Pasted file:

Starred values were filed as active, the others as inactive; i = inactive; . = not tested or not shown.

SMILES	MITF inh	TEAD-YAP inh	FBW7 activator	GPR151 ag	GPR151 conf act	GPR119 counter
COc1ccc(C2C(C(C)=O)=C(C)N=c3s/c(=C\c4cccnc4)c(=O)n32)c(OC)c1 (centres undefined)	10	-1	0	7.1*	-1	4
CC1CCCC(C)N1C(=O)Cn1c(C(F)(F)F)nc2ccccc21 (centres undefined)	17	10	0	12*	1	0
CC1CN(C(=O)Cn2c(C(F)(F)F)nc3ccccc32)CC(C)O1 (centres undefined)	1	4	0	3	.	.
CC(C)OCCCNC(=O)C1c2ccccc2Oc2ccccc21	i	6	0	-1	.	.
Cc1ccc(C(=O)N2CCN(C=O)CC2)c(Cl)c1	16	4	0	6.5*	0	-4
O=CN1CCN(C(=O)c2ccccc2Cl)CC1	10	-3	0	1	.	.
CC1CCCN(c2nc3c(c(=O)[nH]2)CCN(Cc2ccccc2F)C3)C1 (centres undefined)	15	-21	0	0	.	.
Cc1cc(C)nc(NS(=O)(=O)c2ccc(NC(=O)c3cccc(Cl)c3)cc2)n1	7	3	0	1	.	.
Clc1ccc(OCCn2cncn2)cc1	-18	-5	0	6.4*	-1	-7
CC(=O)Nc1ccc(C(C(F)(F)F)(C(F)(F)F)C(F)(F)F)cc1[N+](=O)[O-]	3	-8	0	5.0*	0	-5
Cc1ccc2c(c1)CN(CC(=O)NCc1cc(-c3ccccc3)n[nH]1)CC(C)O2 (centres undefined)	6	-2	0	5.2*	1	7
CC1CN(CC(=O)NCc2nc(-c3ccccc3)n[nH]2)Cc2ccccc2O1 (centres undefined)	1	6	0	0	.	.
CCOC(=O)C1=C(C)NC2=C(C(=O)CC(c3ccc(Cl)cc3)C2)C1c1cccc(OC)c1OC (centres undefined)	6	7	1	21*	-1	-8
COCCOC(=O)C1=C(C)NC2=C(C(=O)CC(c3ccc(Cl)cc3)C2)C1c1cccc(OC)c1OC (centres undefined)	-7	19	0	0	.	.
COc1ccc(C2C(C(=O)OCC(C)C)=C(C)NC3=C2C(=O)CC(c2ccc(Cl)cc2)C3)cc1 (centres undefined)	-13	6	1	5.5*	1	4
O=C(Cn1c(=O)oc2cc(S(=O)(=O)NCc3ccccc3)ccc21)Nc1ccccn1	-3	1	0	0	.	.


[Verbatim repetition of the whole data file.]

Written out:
Starred values were filed as active, the others as inactive; i = inactive; . = not tested or not shown.

SMILES	MITF inh	TEAD-YAP inh	FBW7 activator	GPR151 ag	GPR151 conf act	GPR119 counter
COc1ccc(C2C(C(C)=O)=C(C)N=c3s/c(=C\c4cccnc4)c(=O)n32)c(OC)c1 (centres undefined)	10	-1	0	7.1*	-1	4
CC1CCCC(C)N1C(=O)Cn1c(C(F)(F)F)nc2ccccc21 (centres undefined)	17	10	0	12*	1	0
CC1CN(C(=O)Cn2c(C(F)(F)F)nc3ccccc32)CC(C)O1 (centres undefined)	1	4	0	3	.	.
CC(C)OCCCNC(=O)C1c2ccccc2Oc2ccccc21	i	6	0	-1	.	.
Cc1ccc(C(=O)N2CCN(C=O)CC2)c(Cl)c1	16	4	0	6.5*	0	-4
O=CN1CCN(C(=O)c2ccccc2Cl)CC1	10	-3	0	1	.	.
CC1CCCN(c2nc3c(c(=O)[nH]2)CCN(Cc2ccccc2F)C3)C1 (centres undefined)	15	-21	0	0	.	.
Cc1cc(C)nc(NS(=O)(=O)c2ccc(NC(=O)c3cccc(Cl)c3)cc2)n1	7	3	0	1	.	.
Clc1ccc(OCCn2cncn2)cc1	-18	-5	0	6.4*	-1	-7
CC(=O)Nc1ccc(C(C(F)(F)F)(C(F)(F)F)C(F)(F)F)cc1[N+](=O)[O-]	3	-8	0	5.0*	0	-5
Cc1ccc2c(c1)CN(CC(=O)NCc1cc(-c3ccccc3)n[nH]1)CC(C)O2 (centres undefined)	6	-2	0	5.2*	1	7
CC1CN(CC(=O)NCc2nc(-c3ccccc3)n[nH]2)Cc2ccccc2O1 (centres undefined)	1	6	0	0	.	.
CCOC(=O)C1=C(C)NC2=C(C(=O)CC(c3ccc(Cl)cc3)C2)C1c1cccc(OC)c1OC (centres undefined)	6	7	1	21*	-1	-8
COCCOC(=O)C1=C(C)NC2=C(C(=O)CC(c3ccc(Cl)cc3)C2)C1c1cccc(OC)c1OC (centres undefined)	-7	19	0	0	.	.
COc1ccc(C2C(C(=O)OCC(C)C)=C(C)NC3=C2C(=O)CC(c2ccc(Cl)cc2)C3)cc1 (centres undefined)	-13	6	1	5.5*	1	4
O=C(Cn1c(=O)oc2cc(S(=O)(=O)NCc3ccccc3)ccc21)Nc1ccccn1	-3	1	0	0	.	.